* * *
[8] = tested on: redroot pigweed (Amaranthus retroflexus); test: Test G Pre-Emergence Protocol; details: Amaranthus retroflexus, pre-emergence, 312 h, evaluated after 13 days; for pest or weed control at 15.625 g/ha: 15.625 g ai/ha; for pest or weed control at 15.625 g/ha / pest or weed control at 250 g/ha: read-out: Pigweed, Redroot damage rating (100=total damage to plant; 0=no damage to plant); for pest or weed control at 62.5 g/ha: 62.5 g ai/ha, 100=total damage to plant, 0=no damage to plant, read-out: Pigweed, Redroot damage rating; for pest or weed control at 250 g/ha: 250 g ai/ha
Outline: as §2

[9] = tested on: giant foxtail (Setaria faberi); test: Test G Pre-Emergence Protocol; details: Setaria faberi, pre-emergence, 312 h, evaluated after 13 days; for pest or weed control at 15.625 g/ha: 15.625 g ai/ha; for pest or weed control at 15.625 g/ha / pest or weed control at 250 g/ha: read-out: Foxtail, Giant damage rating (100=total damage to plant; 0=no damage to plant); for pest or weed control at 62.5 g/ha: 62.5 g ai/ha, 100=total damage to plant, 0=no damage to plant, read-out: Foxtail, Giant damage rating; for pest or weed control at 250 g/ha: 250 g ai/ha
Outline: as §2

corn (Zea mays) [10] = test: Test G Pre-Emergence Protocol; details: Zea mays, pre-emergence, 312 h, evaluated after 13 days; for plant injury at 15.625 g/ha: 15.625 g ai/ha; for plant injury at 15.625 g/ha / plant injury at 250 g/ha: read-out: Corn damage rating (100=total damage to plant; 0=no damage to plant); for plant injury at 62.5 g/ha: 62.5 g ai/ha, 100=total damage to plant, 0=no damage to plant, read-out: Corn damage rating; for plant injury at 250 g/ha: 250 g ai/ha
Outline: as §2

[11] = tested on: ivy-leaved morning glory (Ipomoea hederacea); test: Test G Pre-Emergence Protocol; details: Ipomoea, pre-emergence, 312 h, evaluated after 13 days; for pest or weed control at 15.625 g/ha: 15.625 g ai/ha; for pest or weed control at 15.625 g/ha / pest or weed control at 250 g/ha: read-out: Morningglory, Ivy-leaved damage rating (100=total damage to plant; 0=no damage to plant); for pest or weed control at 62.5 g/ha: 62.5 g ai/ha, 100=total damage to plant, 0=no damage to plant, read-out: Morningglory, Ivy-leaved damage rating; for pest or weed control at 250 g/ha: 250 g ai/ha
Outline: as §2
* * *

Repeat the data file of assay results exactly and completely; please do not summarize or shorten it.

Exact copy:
[8] = tested on: redroot pigweed (Amaranthus retroflexus); test: Test G Pre-Emergence Protocol; details: Amaranthus retroflexus, pre-emergence, 312 h, evaluated after 13 days; for pest or weed control at 15.625 g/ha: 15.625 g ai/ha; for pest or weed control at 15.625 g/ha / pest or weed control at 250 g/ha: read-out: Pigweed, Redroot damage rating (100=total damage to plant; 0=no damage to plant); for pest or weed control at 62.5 g/ha: 62.5 g ai/ha, 100=total damage to plant, 0=no damage to plant, read-out: Pigweed, Redroot damage rating; for pest or weed control at 250 g/ha: 250 g ai/ha
Outline: as §2

[9] = tested on: giant foxtail (Setaria faberi); test: Test G Pre-Emergence Protocol; details: Setaria faberi, pre-emergence, 312 h, evaluated after 13 days; for pest or weed control at 15.625 g/ha: 15.625 g ai/ha; for pest or weed control at 15.625 g/ha / pest or weed control at 250 g/ha: read-out: Foxtail, Giant damage rating (100=total damage to plant; 0=no damage to plant); for pest or weed control at 62.5 g/ha: 62.5 g ai/ha, 100=total damage to plant, 0=no damage to plant, read-out: Foxtail, Giant damage rating; for pest or weed control at 250 g/ha: 250 g ai/ha
Outline: as §2

corn (Zea mays) [10] = test: Test G Pre-Emergence Protocol; details: Zea mays, pre-emergence, 312 h, evaluated after 13 days; for plant injury at 15.625 g/ha: 15.625 g ai/ha; for plant injury at 15.625 g/ha / plant injury at 250 g/ha: read-out: Corn damage rating (100=total damage to plant; 0=no damage to plant); for plant injury at 62.5 g/ha: 62.5 g ai/ha, 100=total damage to plant, 0=no damage to plant, read-out: Corn damage rating; for plant injury at 250 g/ha: 250 g ai/ha
Outline: as §2

[11] = tested on: ivy-leaved morning glory (Ipomoea hederacea); test: Test G Pre-Emergence Protocol; details: Ipomoea, pre-emergence, 312 h, evaluated after 13 days; for pest or weed control at 15.625 g/ha: 15.625 g ai/ha; for pest or weed control at 15.625 g/ha / pest or weed control at 250 g/ha: read-out: Morningglory, Ivy-leaved damage rating (100=total damage to plant; 0=no damage to plant); for pest or weed control at 62.5 g/ha: 62.5 g ai/ha, 100=total damage to plant, 0=no damage to plant, read-out: Morningglory, Ivy-leaved damage rating; for pest or weed control at 250 g/ha: 250 g ai/ha
Outline: as §2